What should I do if a port doesn’t have blood return and can I use the port for chemotherapy if blood return is absent?

Created by Faye Team, Modified on Wed, 03 Jan 2024 at 10:47 AM by Jaime Weimer

Catheter occlusion can occur as the result of several etiologies. The cause of the occlusion will help drive the appropriate interventions, so a thorough assessment of the catheter is a key initial step. Assessment should include whether the occlusion is partial (able to flush but not withdraw blood) or complete (unable to flush or withdraw blood), if the patient has any risk factors for occlusion (e.g., history of venous thromboembolism, specific cancer types such as lung, history of recent surgery), and if there is any pain or edema. Repositioning of the patient (e.g., lay flat, raise lateral arm, take deep breaths) should be attempted. Diagnostic testing and treatment will depend on the symptoms and cause of the occlusion. The Access Device Guidelines: Recommendations for Nursing Practice and Education contains algorithms for partial and complete occlusions as well as the assessment, testing, and treatment recommended (pages 81-82 and table 9-2 on pages 83-85).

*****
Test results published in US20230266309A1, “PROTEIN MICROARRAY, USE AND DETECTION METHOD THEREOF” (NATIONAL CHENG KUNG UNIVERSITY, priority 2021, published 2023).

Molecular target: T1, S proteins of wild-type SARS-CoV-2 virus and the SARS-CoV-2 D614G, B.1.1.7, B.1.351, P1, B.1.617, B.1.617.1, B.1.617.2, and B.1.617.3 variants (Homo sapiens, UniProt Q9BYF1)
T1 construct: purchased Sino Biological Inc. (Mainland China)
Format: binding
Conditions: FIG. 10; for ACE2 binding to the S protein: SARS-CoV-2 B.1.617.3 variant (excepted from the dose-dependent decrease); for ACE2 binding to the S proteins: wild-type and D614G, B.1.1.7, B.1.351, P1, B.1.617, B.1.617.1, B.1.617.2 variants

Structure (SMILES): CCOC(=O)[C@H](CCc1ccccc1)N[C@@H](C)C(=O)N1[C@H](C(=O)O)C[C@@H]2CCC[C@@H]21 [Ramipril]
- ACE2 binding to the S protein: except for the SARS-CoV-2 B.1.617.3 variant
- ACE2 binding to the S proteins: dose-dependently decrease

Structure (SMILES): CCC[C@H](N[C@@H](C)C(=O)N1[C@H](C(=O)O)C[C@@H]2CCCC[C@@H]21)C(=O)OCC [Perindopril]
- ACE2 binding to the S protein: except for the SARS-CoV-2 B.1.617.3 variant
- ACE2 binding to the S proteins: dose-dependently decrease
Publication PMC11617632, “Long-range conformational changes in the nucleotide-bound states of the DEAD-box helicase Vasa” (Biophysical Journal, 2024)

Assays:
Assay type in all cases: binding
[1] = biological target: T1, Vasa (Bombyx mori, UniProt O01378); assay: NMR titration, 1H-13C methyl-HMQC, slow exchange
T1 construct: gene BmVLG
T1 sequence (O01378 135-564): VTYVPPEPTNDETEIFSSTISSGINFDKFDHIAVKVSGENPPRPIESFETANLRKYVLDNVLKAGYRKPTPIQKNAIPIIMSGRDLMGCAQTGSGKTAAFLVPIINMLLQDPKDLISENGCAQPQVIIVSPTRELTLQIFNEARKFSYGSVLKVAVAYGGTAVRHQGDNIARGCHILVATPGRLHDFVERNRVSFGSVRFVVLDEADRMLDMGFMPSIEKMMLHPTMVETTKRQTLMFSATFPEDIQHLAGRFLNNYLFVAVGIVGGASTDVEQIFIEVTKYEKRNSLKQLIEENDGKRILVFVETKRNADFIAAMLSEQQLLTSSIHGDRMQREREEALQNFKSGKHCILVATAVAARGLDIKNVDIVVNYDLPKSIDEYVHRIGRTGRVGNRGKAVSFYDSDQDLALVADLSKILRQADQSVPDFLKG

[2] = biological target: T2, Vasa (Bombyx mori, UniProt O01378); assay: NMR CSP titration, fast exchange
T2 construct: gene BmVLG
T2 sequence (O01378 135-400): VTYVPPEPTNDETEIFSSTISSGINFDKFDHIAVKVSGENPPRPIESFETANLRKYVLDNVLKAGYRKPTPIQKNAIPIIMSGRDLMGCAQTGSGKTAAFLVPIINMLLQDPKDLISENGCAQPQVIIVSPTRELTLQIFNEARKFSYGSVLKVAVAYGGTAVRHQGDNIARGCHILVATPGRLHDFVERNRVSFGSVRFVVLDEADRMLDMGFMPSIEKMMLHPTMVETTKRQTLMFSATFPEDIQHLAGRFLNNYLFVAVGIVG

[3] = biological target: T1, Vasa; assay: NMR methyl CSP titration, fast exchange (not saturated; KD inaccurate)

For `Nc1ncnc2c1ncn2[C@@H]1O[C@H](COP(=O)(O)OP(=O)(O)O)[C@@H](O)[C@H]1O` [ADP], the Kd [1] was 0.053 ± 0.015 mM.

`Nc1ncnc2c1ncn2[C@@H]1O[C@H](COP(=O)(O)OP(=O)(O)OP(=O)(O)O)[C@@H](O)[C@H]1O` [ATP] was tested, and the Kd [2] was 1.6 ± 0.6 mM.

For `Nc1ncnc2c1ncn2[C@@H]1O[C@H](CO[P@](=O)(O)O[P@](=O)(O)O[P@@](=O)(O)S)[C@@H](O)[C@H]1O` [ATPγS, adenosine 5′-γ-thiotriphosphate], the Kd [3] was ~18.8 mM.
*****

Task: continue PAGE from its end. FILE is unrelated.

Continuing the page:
There is no definitive evidence to guide surveillance intervals to determine ongoing accuracy of vascular access device placement. Research also has not indicated which imaging study is best to determine if a vascular access device without blood return is safe to use. This may depend on patient-specific factors and should be discussed with the interdisciplinary team. Current recommendations include the following:

  • Do not administer antineoplastic agents in the absence of blood return.
  • Attempt to flush with 0.9% sodium chloride solution, using gentle pulsatile (push-pause) technique.
  • Attempt repositioning of the patient or encouraging coughing and deep breaths.
  • Obtain an order for a declotting procedure, as appropriate.
  • Obtain an order for imaging studies, as appropriate.


Matoush, J.A. (2023). Complications of central venous access devices. In C. Backler and J. Kirmse (Eds)., Access device guidelines: Recommendations for nursing practice and education (4th ed., pp. 73-91). Oncology Nursing Society.

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